Pompeo called on Greece and Turkey to hold talks on Maritime borders

The Secretary of State visited Greece amid increased tensions in the region over mutual claims between Ankara and Athens.

US Secretary of State Mike Pompeo on Tuesday called on NATO allies Greece and Turkey to continue negotiations to resolve the dispute over Maritime borders as soon as possible.

Greece and Turkey, which are engaged in disputes over some issues, agreed to resume preliminary negotiations on Maritime claims in the Eastern Mediterranean “in the future,” but did not announce a date.

“We hope that these talks can continue seriously,” Pompeo said after meeting with Greek Prime Minister Kyriakos Mitsotakis on the island of Crete. “We call on them to resume discussions on these issues as soon as possible.”

Pompeo arrived for a two-day visit to Greece amid heightened tensions in the region over disputes over energy resources.

Tensions escalated last month after Ankara sent its seismic survey vessel Oruc Reis into disputed waters, accompanied by artillery boats, to map out possible oil and gas drilling.
Turkey subsequently recalled the ship, saying it would allow for diplomatic efforts ahead of an October 1-2 EU summit to discuss the Maritime dispute and possible sanctions against Ankara. Cyprus, Greece, and France insist on imposing sanctions.

Cyprus, an EU member, has refused to support sanctions against Belarus unless stricter measures are taken against Turkey.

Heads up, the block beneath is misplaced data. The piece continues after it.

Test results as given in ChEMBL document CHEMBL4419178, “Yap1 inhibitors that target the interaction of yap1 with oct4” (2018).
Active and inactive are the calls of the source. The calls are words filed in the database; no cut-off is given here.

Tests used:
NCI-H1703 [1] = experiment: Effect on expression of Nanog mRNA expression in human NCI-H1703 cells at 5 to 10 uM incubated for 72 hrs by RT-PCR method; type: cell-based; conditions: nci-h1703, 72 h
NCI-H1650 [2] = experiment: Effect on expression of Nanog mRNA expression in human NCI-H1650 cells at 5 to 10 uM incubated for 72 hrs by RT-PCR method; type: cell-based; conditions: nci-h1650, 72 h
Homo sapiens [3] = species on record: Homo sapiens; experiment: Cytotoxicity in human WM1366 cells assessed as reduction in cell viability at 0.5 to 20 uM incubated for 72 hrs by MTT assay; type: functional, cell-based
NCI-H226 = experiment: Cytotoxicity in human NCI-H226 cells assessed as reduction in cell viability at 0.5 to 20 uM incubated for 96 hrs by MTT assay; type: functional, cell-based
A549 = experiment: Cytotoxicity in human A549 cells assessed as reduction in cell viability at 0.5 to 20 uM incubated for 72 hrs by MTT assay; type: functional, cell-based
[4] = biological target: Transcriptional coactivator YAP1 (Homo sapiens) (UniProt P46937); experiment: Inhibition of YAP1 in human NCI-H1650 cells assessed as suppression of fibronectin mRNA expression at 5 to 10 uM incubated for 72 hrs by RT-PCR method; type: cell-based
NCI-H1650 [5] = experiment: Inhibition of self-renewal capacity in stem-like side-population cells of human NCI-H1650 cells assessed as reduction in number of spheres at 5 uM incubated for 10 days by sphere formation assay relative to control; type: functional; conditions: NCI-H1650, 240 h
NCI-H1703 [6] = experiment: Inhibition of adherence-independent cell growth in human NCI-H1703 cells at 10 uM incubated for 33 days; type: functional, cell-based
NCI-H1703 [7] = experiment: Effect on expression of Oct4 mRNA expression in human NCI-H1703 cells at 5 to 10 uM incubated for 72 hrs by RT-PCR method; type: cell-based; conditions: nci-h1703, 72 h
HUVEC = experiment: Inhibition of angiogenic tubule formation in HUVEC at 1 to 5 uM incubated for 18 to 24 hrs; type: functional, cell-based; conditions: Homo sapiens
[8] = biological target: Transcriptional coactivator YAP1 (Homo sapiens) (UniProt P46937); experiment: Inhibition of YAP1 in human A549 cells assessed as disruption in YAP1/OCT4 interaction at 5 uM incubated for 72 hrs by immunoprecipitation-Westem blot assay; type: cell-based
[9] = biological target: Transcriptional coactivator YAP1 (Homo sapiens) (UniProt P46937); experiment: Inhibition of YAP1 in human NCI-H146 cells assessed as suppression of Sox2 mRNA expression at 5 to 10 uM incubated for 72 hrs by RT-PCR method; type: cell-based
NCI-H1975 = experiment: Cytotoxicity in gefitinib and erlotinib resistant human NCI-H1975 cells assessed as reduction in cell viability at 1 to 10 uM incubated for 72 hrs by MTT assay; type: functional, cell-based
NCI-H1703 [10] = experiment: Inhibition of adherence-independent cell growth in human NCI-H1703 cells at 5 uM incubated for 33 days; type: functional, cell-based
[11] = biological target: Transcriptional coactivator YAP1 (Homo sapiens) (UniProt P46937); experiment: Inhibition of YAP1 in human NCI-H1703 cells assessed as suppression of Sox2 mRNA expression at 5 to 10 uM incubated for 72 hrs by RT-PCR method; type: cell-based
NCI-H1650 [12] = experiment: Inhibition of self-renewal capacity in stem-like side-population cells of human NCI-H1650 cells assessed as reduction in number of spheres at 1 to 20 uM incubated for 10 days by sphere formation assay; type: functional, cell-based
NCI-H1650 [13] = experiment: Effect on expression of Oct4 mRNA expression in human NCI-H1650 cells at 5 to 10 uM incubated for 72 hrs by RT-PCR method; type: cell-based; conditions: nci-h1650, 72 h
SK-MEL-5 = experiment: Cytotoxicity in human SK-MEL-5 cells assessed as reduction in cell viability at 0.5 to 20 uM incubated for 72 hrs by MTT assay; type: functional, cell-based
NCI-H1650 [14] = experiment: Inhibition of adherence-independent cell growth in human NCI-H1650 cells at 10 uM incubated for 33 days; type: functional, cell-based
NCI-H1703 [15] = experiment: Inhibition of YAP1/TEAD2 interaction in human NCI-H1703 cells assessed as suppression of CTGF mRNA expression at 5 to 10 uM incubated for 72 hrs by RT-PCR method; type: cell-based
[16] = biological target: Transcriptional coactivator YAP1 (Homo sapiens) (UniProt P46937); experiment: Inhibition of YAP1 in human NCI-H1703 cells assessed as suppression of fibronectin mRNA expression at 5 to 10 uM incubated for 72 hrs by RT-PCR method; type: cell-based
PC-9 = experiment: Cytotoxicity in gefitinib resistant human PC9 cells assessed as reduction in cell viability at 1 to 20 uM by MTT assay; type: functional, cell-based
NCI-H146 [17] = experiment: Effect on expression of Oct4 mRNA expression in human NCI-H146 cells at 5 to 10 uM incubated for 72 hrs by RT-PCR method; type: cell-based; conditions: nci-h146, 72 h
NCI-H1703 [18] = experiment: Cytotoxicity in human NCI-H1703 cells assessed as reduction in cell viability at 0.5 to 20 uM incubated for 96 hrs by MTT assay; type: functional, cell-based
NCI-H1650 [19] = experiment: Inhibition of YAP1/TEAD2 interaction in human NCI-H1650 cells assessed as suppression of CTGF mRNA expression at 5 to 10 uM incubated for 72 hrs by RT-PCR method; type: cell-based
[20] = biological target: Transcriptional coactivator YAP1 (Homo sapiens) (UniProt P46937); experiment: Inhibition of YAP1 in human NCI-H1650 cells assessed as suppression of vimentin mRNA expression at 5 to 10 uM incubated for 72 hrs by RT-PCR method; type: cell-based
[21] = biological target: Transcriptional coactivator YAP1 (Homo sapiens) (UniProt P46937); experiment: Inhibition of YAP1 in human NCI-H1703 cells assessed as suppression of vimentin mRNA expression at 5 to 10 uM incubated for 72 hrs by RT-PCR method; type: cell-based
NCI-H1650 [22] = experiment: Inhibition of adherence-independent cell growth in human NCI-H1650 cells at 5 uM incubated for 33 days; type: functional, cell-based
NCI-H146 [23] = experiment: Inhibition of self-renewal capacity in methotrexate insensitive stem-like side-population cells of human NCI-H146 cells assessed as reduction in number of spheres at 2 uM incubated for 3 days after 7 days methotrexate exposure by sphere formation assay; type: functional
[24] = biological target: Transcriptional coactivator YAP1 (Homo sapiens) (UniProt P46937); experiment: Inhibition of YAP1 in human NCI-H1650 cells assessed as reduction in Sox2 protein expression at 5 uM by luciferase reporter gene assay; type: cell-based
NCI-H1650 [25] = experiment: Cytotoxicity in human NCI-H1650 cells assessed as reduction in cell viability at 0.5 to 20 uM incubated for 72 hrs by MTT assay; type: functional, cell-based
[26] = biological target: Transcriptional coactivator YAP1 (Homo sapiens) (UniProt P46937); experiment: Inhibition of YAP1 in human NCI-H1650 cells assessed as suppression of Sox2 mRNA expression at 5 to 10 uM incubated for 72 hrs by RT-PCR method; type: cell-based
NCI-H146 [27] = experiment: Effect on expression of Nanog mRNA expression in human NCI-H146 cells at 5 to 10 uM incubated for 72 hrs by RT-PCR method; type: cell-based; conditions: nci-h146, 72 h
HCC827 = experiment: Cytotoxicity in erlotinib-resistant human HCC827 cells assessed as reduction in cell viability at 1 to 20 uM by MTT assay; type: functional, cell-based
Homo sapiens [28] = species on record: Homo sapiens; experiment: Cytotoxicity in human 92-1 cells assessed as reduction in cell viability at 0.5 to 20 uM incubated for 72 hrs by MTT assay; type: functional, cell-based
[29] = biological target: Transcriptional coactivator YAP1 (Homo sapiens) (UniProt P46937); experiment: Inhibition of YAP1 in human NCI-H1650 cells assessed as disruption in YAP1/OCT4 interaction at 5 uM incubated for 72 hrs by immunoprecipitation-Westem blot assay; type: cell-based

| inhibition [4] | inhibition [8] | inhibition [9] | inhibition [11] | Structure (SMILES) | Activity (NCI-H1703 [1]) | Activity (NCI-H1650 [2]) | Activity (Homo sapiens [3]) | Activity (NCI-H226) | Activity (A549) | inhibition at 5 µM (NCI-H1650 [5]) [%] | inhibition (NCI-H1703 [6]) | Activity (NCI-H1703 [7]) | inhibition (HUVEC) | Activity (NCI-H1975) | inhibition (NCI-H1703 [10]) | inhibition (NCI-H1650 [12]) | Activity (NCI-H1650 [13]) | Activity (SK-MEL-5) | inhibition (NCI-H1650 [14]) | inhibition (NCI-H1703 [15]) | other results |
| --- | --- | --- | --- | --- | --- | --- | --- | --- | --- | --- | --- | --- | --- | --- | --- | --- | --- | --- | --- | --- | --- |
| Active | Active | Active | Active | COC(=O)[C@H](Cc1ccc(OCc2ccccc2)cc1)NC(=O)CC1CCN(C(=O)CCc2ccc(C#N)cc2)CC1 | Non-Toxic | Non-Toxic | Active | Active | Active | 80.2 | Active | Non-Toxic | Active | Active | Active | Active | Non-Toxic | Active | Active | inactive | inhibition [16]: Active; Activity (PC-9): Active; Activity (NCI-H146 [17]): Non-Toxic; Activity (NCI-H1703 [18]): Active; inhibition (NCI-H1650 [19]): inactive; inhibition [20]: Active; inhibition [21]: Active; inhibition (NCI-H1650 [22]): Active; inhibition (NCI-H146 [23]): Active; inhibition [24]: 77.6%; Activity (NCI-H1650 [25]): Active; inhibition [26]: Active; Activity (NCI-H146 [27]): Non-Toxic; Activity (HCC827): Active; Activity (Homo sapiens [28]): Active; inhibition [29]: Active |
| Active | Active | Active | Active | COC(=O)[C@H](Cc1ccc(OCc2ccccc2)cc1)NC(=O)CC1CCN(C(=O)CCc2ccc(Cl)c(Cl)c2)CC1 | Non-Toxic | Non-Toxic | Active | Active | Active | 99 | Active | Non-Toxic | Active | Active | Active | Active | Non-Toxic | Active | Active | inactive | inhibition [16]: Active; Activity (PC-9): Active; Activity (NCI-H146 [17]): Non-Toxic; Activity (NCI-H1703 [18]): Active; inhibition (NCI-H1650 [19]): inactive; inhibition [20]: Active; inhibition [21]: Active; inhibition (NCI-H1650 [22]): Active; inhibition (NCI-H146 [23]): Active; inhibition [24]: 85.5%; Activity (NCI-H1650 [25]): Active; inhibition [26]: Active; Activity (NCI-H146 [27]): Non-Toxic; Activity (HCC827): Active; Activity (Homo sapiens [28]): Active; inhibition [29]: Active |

Countries in the Eastern Mediterranean have laid claim to the region’s Maritime zones in the hope of finding oil or gas there, revealing long-standing and sometimes forgotten conflicts.

Greece and Egypt have signed a Pact to define their Maritime borders, which has angered Turkey, which says the agreement means encroaching on its territory. And the zoning agreement between Turkey and the internationally recognized government of Libya has caused discontent in Greece.

Pompeo, who visited Thessaloniki in Northern Greece on Monday, said the Eastern Mediterranean region should lay the foundation for energy security.

He said the United States supports Greece’s efforts to diversify energy routes and believes in security cooperation between Washington and Athens. The Secretary of state also noted that Russia has a destabilizing influence in the region.